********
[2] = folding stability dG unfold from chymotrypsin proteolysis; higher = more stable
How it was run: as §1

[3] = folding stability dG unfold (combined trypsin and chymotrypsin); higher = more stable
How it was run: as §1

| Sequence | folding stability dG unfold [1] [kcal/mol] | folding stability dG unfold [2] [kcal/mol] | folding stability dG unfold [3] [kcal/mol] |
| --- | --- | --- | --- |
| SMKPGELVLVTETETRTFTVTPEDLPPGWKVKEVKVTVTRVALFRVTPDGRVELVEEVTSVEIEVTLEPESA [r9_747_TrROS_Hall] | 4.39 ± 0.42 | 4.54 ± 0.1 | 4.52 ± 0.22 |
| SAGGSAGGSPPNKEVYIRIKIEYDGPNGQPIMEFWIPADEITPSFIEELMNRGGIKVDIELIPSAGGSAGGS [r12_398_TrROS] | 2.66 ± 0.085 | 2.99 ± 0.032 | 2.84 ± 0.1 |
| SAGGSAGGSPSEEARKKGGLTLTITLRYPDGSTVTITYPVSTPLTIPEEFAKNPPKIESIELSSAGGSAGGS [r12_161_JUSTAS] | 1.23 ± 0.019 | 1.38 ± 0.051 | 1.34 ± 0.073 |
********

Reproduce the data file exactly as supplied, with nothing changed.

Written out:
[2] = folding stability dG unfold from chymotrypsin proteolysis; higher = more stable
How it was run: as §1

[3] = folding stability dG unfold (combined trypsin and chymotrypsin); higher = more stable
How it was run: as §1

| Sequence | folding stability dG unfold [1] [kcal/mol] | folding stability dG unfold [2] [kcal/mol] | folding stability dG unfold [3] [kcal/mol] |
| --- | --- | --- | --- |
| SMKPGELVLVTETETRTFTVTPEDLPPGWKVKEVKVTVTRVALFRVTPDGRVELVEEVTSVEIEVTLEPESA [r9_747_TrROS_Hall] | 4.39 ± 0.42 | 4.54 ± 0.1 | 4.52 ± 0.22 |
| SAGGSAGGSPPNKEVYIRIKIEYDGPNGQPIMEFWIPADEITPSFIEELMNRGGIKVDIELIPSAGGSAGGS [r12_398_TrROS] | 2.66 ± 0.085 | 2.99 ± 0.032 | 2.84 ± 0.1 |
| SAGGSAGGSPSEEARKKGGLTLTITLRYPDGSTVTITYPVSTPLTIPEEFAKNPPKIESIELSSAGGSAGGS [r12_161_JUSTAS] | 1.23 ± 0.019 | 1.38 ± 0.051 | 1.34 ± 0.073 |